Scotland

Scottish Budget breakdown: Finance Department

The Scottish government has announced its final draft budget before next May's election, which includes cuts of about £1bn.

Here is a look at the detailed budget plans.

FINANCE

2011-12 draft budget - £2.219bn

2010-11 budget - £2.473bn

This is the single biggest Scottish government department, responsible for managing the overall Scottish budget and promoting economic growth.

Most of the department's cash is spent on transport, water infrastructure and support for businesses.

Finance Secretary John Swinney's department also takes in local government - responsible for delivering vital services such as schools.

He is planning to protect frontline services by making big savings through ambitious public sector efficiency savings of 3% in 2011-12.

At £14bn, public sector pay accounts for more than half of government spending.

Wages will be frozen for a year, apart from those earning below £21,000, who will get a small increase of £250.

Big bonuses are also being suspended as part of action to cut the costs of public sector high-earners.

It is predicted senior civil costs will reduce by at least 10% by the end of 2011-12 and new quango bosses will start on a salary of at least 10% lower than their predecessor.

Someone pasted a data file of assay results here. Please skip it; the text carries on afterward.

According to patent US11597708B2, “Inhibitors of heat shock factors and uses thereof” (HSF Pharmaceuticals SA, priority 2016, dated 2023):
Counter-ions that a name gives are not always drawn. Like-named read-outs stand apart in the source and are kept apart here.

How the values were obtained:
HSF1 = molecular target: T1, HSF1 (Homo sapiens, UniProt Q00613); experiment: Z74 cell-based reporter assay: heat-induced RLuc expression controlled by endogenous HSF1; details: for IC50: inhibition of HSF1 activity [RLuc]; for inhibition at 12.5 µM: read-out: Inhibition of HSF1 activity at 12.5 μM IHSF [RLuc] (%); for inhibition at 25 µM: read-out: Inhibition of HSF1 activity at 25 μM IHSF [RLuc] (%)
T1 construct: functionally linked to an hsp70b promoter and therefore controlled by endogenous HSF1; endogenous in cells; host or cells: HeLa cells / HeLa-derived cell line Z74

Ministers are committed to maintaining the current no-redundancies policy.

Big losers in this department are enterprise, energy and tourism, which sees funding fall from £450m to £423m, while funding in the voluntary, or third, sector will fall from £35.5m to £27m.

The government explained that the tourism sector saw a budget cut hit as a result of making efficiency savings.

Rail services funding will drop from £842m to £764m, while the pot for other transport costs, including administration, falls by about £10m.

Funding for free personal care for the elderly and concessionary bus travel will be protected.

Mr Swinney has struck a deal with council body Cosla to limit cuts in local government revenue spending to 2.4% next year if councils deliver policies such as continuing the council tax freeze and maintain police officer numbers.

The deal would also give local government access to about £70m of NHS elderly care money to prevent hospital admissions.

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